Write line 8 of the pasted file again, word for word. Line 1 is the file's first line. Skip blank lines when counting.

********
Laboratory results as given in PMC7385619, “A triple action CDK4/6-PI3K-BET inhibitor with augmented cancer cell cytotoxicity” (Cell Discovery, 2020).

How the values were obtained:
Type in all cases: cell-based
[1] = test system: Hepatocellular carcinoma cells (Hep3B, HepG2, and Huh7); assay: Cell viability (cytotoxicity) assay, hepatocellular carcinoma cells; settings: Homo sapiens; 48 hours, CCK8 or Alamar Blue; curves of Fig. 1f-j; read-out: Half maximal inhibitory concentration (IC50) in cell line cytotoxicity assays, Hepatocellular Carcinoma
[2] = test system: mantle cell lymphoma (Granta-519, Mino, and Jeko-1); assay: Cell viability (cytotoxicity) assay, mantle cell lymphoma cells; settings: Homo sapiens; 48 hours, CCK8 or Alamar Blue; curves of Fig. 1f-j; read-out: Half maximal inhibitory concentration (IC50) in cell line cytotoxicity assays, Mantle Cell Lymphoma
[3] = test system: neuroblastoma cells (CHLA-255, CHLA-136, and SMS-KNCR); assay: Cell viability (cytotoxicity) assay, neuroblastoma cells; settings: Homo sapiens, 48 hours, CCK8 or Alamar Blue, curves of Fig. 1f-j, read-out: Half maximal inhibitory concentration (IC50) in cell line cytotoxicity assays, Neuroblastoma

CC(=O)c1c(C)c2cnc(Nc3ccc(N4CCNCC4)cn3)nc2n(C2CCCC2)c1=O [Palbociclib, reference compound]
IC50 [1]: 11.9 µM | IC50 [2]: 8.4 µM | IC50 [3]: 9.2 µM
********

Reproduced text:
IC50 [1]: 11.9 µM | IC50 [2]: 8.4 µM | IC50 [3]: 9.2 µM